By RUSS OLIVO
WOONSOCKET ‚Äď When Suze Kirwan‚Äôs family hit a rough patch a few years ago, her boys found a smooth way out on skateboards and trick-bikes.
They‚Äôre still riding, with the hearty encouragement of their mother, who sees the small-wheel world of sports as a safe haven from the pitfalls of youth.
‚ÄúWhen I realized how important each sport was to my boys, that‚Äôs how it happened,‚ÄĚ says Kirwan. ‚ÄúBeing able to get on a skateboard or a BMX bicycle and just go, it really helped them.‚ÄĚ
Kirwan‚Äôs enthusiasm for bikes and skateboards has turned her into an advocate of sorts for a breed of urban riders she calls ‚Äústreet athletes.‚ÄĚ In a town where it often seems as if skateboarders and their kin are less than welcome, Kirwan is doing her best to roll out the red carpet.
She thinks skateboarders, BMX-bikers ‚Äď rollerbladers and scooter-riders, too ‚Äď ought to have a supervised, affordable environment where they can practice their wheely ways.
Kirwan has put her money where her mouth is by opening a small store at 128 Main St. called ‚ÄúCraft.‚ÄĚ The name may sound a little quirky for a kind of sporting goods store, but it‚Äôs as much an homage to Kirwan‚Äôs background as anything. She‚Äôs got a degree in fine arts and is the daughter of two graduates of Rhode Island School of Design, one of whom taught architecture at Harvard University in Cambridge, where she lived for many years.
Moreover, she says, ‚ÄúI‚Äôve always worked with children in creative ways.‚ÄĚ
Outfitted with a mix of hand-me-down easy chairs and retail display cases, Craft is actually part youth center, part vendor of skateboard and BMX bike supplies. Most afternoons, the tiny shop is crowded with a noisy band of teenagers, boys and girls, some tinkering with bikes or skateboards, some just chatting with friends. The ‚Äúwork room‚ÄĚ is equipped with a few donated tools kids use to repair and customize their wheels.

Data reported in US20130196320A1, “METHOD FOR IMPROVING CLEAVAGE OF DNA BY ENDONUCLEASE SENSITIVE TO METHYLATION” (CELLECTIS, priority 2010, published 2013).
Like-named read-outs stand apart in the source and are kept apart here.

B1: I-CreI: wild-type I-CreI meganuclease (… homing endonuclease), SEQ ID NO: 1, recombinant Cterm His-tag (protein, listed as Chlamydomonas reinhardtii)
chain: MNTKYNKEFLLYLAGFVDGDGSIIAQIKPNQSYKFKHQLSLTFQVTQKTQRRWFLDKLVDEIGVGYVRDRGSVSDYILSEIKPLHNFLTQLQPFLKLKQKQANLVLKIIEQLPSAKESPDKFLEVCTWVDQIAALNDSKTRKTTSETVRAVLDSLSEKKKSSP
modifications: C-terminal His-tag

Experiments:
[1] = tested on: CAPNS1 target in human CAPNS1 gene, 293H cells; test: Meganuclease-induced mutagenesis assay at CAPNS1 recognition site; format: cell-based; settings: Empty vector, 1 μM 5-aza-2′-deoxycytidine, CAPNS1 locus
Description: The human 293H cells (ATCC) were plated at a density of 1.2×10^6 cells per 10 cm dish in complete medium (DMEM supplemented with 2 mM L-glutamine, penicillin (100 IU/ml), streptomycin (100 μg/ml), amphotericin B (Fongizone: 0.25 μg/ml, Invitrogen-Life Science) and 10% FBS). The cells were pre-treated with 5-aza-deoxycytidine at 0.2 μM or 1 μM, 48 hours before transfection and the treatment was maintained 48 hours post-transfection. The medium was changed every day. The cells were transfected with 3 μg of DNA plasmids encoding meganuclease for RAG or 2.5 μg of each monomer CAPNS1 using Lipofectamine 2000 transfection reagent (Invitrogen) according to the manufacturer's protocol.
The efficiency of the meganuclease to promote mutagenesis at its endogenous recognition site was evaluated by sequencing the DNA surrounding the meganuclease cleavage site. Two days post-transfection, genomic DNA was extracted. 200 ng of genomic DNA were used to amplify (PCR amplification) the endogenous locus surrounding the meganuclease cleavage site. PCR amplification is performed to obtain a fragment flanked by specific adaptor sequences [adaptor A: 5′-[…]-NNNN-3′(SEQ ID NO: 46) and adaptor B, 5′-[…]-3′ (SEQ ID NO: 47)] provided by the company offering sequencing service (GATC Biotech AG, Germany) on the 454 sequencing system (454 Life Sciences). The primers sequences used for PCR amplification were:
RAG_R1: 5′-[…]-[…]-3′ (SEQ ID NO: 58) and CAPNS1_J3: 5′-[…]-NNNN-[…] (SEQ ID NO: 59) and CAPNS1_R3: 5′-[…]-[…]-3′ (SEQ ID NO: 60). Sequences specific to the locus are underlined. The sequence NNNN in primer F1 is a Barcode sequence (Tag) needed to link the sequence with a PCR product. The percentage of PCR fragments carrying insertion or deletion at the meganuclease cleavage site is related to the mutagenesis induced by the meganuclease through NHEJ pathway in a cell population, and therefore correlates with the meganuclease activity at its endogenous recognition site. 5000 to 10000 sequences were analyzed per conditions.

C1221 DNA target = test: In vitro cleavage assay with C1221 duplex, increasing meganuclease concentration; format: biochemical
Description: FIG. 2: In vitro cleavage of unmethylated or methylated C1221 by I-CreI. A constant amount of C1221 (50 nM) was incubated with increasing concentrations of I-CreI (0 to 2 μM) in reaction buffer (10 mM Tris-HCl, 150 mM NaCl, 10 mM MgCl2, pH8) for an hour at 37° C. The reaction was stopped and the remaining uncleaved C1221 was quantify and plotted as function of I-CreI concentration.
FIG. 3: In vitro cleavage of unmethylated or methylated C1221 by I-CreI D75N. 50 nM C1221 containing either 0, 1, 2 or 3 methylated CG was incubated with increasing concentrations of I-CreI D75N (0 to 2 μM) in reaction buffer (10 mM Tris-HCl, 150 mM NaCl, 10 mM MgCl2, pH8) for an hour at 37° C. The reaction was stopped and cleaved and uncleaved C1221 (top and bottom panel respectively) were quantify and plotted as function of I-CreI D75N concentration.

‚ÄúIt‚Äôs a chance for me to just chill and get along with my friends,‚ÄĚ says John Garcia, 17, as he surveyed his BMX bike resting on the floor, in the upside-down, waiting-for-repairs position. ‚ÄúThis bike‚Äôs not ready yet.‚ÄĚ
Garcia, who was a standout cross-country athlete at Woonsocket Middle School, says he‚Äôs passionate about racing. He says his BMX bike may only have 20-inch wheels, but he‚Äôll put it to the test against a Fuji 21-speed without even thinking about it. ‚ÄúI race all types of people.‚ÄĚ
Don Lessard, 32, is one of the adults on the premises who helps keep an eye on things.
‚ÄúAll of the teenagers come around after school, they‚Äôre not out they‚Äôre getting in trouble,‚ÄĚ he says. ‚ÄúThis is a place where they can relax and be themselves.‚ÄĚ
Fourteen-year-old Liam Keen ‚Äď Kirwan‚Äôs son ‚Äď makes it clear how important skateboarding is to him. As his mother explained, skateboarding was a positive way for him to blow off steam and take time out to sort through things going on his life.
‚ÄúI just helped me,‚ÄĚ he says. ‚ÄúSkateboarding, I could get my mind off everything.‚ÄĚ
Just so there‚Äôs no confusion, Kirwan passes out paper flyers to Craft visitors explaining the store‚Äôs mission: ‚ÄúMore than a store,‚ÄĚ it says. ‚ÄúCraft is a SAFE, drug-free, anti-bullying community room for all street athletes.‚ÄĚ Parents are welcome to drop in any time, the paper says.
The store has an obviously scant inventory of skateboards, bike parts, clothing and riding accessories. Kirwan says the store is taking in just about enough to pay the rent after a few months in business.